Zechariah is the LORD's prophet at the time. And he is taken up to see a scene at the throne of Heaven. What he is shown is the the high priest of the time. The most holy man on the planet. And he is standing before Jesus. But next to Joshua, the high priest, is Satan*. And Satan is standing there to accuse him (Joshua). The LORD rebukes Satan. It is pointed out that Joshua, the most holy man on earth, is wearing filthy clothes. So he is given clean clothes under the order of Jesus. And then by the suggestion of Zechariah he is given a turban, which signifies righteousness.
I would recommend going back and reading this. But that is the 'Cliff Notes' version of chapter three. But what is interesting to me is the way that Jesus acts in this chapter. He never once speaks to Joshua until He has already made him righteous. And yet Joshua is the one who is stripped of filth and clothed with the righteousness that he never deserved or earned.
Often we read ourselves into the wrong places in the bible. If there is a hero we want if to be us. But I think that when we read a better way to understand is this: hero=Jesus, anyone who is filthy, naked, wretched, poor, lonely, sinful, dead, dying, sinful, ect...=us.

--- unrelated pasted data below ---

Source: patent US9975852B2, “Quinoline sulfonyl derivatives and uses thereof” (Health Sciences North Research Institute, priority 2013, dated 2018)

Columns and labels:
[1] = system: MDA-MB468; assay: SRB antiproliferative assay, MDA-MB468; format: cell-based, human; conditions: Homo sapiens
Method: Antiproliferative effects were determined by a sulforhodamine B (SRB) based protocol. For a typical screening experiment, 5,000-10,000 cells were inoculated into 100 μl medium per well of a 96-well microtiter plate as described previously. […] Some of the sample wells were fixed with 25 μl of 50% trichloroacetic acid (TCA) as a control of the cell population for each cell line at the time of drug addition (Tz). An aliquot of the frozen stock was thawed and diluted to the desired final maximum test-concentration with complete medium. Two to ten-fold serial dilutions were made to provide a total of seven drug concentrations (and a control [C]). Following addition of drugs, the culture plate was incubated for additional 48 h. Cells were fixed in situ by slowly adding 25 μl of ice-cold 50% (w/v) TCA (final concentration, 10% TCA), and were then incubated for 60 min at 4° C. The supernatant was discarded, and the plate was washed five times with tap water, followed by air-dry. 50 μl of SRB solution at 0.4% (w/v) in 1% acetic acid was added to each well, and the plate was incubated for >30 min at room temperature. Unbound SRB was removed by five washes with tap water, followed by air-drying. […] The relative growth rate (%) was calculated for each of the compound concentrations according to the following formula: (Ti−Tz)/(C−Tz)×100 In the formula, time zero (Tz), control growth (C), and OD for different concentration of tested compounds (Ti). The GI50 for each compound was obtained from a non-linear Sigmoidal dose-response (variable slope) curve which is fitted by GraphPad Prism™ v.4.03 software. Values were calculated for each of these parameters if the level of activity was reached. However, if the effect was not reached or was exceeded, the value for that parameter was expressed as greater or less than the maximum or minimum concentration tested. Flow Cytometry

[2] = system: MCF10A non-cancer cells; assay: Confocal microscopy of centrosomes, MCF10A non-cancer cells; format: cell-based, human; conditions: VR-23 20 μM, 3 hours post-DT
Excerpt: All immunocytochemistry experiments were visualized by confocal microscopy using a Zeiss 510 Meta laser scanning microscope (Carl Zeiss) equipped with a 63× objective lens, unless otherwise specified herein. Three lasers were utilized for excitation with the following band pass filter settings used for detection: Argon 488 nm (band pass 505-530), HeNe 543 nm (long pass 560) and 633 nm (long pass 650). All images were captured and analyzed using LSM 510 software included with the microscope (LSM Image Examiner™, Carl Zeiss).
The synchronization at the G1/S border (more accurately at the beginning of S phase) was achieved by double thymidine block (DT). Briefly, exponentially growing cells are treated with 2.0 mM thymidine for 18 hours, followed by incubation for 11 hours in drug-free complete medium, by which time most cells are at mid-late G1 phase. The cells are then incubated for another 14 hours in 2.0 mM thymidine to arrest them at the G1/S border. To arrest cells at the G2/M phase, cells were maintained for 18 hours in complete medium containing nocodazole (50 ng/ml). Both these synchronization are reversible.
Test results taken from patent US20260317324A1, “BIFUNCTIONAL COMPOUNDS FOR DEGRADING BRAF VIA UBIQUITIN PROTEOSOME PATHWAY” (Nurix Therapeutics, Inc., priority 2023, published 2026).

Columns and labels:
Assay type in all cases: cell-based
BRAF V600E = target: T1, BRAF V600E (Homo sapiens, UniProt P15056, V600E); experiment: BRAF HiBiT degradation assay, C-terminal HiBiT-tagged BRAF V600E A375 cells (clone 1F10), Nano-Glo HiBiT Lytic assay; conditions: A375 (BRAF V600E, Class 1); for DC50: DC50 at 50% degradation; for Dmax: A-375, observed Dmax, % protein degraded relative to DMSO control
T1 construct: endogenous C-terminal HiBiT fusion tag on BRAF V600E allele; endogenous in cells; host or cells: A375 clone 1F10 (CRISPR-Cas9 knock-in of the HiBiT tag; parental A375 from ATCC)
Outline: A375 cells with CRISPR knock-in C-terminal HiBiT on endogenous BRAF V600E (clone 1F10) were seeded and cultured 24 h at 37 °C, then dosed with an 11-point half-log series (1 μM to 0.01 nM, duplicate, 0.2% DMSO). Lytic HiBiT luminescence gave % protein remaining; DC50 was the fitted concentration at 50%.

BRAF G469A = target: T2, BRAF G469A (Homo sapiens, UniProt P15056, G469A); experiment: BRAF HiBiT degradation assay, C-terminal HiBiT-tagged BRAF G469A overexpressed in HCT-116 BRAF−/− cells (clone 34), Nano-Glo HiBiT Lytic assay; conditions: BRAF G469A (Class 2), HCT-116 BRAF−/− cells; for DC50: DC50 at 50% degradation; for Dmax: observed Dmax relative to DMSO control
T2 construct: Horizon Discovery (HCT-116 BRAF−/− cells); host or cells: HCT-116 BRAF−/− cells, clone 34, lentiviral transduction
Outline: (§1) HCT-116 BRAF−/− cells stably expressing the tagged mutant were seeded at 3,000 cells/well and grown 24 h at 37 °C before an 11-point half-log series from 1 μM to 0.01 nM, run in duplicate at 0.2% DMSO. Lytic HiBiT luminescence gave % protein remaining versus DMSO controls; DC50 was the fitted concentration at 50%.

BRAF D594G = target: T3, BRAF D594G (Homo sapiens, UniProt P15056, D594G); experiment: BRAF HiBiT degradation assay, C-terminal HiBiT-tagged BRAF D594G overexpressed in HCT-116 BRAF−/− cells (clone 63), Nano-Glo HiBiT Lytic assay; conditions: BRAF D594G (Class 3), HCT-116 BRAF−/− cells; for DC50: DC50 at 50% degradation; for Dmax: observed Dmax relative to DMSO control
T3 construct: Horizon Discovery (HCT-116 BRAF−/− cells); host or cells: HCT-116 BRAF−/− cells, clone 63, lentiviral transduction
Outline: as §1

So let Jesus be Jesus, and let us be Joshua. If that is the case we can see us before God as someone who should be righteous, but remains filthy. We should be people who know the voice of God, yet Satan stands next to us to truthfully speak all that we have done wrong. And in this moment we want to act. We want to justify ourselves. But that is not the story.
In comes Jesus, never even speaking to us. He has made the choice to cloth us with the righteous robes of heaven. The robes that belong to Him. He gives us a turban of righteousness. He takes away all that we have brought and gives us all that He has to offer. And though it all we never even speak. We are simply bystanders to grace.
I wish I would have known this all those years ago on the Mexico boarder. I wish I could have used this story as the one which shaped my word. I wonder if I would have run so far from Jesus if I would have had this story etched in my heart. What if I would have seen myself as one who only needed to stand by as Jesus did it all? What if I believed then that I brought nothing to my salvation but the filth that needed to be removed? And what if I really understood that Jesus was the one to take my filth and give me what was His, knowing that this was the transaction that was expected?
But now I know. And, now, so do you.
So the next time that you take the cup, what will your word be..?
*It is interesting to me that Satan often appears before the throne of God before the death of Christ. Which makes the old Sunday School argument that sin cannot be in the presence of God be thrown out the window. It is also interesting that he never appears before the throe after the death/resurrection of Jesus. Which is one of the things which led me down a path which has made me an amillennialist.